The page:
Signes recognized at Club 7s Nationals; Championship Cup named in his honor

For his selfless efforts, the championship trophy for the USA Rugby Men’s and Women’s Club 7s National Championships are now known as the Emil Signes Cup.

LAFAYETTE, Colo. - Prior to the kickoff of the Women's Cup Final at the 2017 USA Rugby Emirates Airline Club 7s National Championship at the National Sports Center in Blaine, Minn., Emil Signes was honored at the 50-meter line for his monumental influence over the growth and development of Rugby Sevens in the United States.

As an early pioneer of the Sevens code, Signes' importance to Rugby Sevens cannot be understated, and his tireless promotion and tutelage of the sport has been felt equally amongst the men's and women's rugby-playing communities, both in America and abroad.

For his selfless efforts, the championship trophy for the USA Rugby Men's and Women's Club 7s National Championships are now known as the Emil Signes Cup.

"The naming of the Club 7s Championship trophy after Emil is well deserved and earned through decades of service to the game of rugby in America," applauded USA Rugby CEO Dan Payne. "We greatly appreciate all he has done for the game we love. On behalf of the tens of thousands of players he has impressed, mentored and conveyed his love of rugby to, while inspiring others to feel the same, we say 'thank you, Emil!.'"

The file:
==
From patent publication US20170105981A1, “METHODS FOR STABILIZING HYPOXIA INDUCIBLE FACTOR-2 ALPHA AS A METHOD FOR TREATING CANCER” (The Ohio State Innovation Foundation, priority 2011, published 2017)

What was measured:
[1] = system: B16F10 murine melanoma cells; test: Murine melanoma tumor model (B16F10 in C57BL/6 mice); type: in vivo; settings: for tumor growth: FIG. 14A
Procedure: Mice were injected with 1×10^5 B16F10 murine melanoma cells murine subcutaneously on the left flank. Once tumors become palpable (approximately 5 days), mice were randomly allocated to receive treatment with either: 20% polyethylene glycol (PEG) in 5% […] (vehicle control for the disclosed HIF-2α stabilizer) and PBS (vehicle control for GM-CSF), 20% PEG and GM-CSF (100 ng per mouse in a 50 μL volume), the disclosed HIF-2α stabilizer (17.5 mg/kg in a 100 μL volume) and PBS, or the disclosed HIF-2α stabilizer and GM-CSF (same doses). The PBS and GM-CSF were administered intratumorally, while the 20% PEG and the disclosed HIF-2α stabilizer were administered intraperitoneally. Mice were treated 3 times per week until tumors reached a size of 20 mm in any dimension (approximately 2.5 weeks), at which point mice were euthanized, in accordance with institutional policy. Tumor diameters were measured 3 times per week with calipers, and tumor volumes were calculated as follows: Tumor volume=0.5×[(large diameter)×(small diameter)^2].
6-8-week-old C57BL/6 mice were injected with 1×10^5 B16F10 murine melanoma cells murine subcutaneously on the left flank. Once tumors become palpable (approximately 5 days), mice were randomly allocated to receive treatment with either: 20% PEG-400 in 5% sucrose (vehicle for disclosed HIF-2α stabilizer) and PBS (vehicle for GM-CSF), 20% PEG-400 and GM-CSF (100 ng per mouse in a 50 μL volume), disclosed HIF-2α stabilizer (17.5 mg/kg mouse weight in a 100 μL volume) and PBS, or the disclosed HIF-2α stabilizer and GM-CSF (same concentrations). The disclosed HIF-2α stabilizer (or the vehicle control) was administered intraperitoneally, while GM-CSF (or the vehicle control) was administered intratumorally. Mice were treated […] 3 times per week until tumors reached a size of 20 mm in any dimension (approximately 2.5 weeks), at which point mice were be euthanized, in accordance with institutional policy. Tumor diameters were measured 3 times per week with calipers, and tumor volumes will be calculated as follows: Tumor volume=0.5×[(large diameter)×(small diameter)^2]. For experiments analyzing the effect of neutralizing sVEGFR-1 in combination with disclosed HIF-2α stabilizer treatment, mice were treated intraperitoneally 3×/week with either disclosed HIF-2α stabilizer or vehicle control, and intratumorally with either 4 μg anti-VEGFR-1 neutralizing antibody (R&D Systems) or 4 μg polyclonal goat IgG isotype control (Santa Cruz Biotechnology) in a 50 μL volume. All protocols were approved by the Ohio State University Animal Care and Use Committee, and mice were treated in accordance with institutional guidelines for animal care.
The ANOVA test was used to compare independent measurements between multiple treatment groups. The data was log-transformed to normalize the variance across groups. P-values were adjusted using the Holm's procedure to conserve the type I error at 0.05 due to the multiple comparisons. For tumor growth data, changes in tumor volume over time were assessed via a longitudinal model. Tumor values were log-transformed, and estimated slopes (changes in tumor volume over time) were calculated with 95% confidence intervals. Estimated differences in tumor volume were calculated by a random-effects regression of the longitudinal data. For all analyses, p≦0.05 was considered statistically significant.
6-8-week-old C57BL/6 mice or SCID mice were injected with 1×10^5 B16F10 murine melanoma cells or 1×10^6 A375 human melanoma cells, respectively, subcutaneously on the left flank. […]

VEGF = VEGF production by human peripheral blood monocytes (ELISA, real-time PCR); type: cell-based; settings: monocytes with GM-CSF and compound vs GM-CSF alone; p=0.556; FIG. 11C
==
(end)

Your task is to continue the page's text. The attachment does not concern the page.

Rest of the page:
Often referred to as 'The Emperor', Signes began coaching rugby in 1974 - educating both men and women at all levels. In his time as a coach and technical advisor, Signes accumulated 126 championships, including the successful victory in the Cup Final of the 1999 Men's Club 7s National Championship with Philadelphia Whitemarsh.

The 2015 inductee into the United States Rugby Foundation Hall of Fame is most often known for his long-time affiliation with the Sevens program he founded, Atlantis Rugby, as well as his roles as both the Men's National Sevens Team head coach from 1987-1990, and the Women's National Sevens Team head coach from 1996-2005.

Perhaps most importantly, Signes had an historic impact on the expansion of Sevens worldwide through his early advocacy to regard women's rugby with the same respect and attention the men received. Not only did Signes found and coach the first Women's Sevens National Team, but he's also credited with inspiring the organization of the initial international Women's Sevens tournaments.